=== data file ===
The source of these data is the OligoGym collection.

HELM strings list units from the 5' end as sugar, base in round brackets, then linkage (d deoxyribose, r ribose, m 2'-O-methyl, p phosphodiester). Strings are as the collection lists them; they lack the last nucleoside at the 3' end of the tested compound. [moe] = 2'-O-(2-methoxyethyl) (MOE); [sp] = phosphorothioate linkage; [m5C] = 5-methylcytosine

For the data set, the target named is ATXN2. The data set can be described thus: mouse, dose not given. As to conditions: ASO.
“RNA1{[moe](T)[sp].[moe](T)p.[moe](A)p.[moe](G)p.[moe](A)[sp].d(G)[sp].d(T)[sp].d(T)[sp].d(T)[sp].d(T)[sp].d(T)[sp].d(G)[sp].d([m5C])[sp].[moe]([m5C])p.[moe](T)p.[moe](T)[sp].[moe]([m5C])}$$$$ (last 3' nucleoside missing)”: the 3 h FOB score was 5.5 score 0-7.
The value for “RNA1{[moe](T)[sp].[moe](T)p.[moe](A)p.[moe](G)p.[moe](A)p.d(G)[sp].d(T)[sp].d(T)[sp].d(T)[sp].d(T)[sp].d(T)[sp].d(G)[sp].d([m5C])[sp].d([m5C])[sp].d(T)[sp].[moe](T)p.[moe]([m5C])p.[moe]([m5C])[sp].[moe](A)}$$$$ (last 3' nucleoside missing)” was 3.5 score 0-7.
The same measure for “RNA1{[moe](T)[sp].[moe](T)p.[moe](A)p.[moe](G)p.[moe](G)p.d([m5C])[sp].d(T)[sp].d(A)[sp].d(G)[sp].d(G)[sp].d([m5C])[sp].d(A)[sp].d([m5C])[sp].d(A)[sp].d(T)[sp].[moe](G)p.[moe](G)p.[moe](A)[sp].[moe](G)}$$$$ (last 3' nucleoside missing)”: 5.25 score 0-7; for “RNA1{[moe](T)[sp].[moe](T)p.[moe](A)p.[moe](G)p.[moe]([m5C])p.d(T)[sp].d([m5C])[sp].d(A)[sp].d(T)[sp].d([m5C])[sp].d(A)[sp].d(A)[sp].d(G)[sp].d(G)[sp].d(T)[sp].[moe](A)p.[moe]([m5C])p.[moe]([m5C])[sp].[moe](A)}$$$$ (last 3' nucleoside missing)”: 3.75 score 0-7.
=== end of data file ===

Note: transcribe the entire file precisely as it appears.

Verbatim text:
The source of these data is the OligoGym collection.

HELM strings list units from the 5' end as sugar, base in round brackets, then linkage (d deoxyribose, r ribose, m 2'-O-methyl, p phosphodiester). Strings are as the collection lists them; they lack the last nucleoside at the 3' end of the tested compound. [moe] = 2'-O-(2-methoxyethyl) (MOE); [sp] = phosphorothioate linkage; [m5C] = 5-methylcytosine

For the data set, the target named is ATXN2. The data set can be described thus: mouse, dose not given. As to conditions: ASO.
“RNA1{[moe](T)[sp].[moe](T)p.[moe](A)p.[moe](G)p.[moe](A)[sp].d(G)[sp].d(T)[sp].d(T)[sp].d(T)[sp].d(T)[sp].d(T)[sp].d(G)[sp].d([m5C])[sp].[moe]([m5C])p.[moe](T)p.[moe](T)[sp].[moe]([m5C])}$$$$ (last 3' nucleoside missing)”: the 3 h FOB score was 5.5 score 0-7.
The value for “RNA1{[moe](T)[sp].[moe](T)p.[moe](A)p.[moe](G)p.[moe](A)p.d(G)[sp].d(T)[sp].d(T)[sp].d(T)[sp].d(T)[sp].d(T)[sp].d(G)[sp].d([m5C])[sp].d([m5C])[sp].d(T)[sp].[moe](T)p.[moe]([m5C])p.[moe]([m5C])[sp].[moe](A)}$$$$ (last 3' nucleoside missing)” was 3.5 score 0-7.
The same measure for “RNA1{[moe](T)[sp].[moe](T)p.[moe](A)p.[moe](G)p.[moe](G)p.d([m5C])[sp].d(T)[sp].d(A)[sp].d(G)[sp].d(G)[sp].d([m5C])[sp].d(A)[sp].d([m5C])[sp].d(A)[sp].d(T)[sp].[moe](G)p.[moe](G)p.[moe](A)[sp].[moe](G)}$$$$ (last 3' nucleoside missing)”: 5.25 score 0-7; for “RNA1{[moe](T)[sp].[moe](T)p.[moe](A)p.[moe](G)p.[moe]([m5C])p.d(T)[sp].d([m5C])[sp].d(A)[sp].d(T)[sp].d([m5C])[sp].d(A)[sp].d(A)[sp].d(G)[sp].d(G)[sp].d(T)[sp].[moe](A)p.[moe]([m5C])p.[moe]([m5C])[sp].[moe](A)}$$$$ (last 3' nucleoside missing)”: 3.75 score 0-7.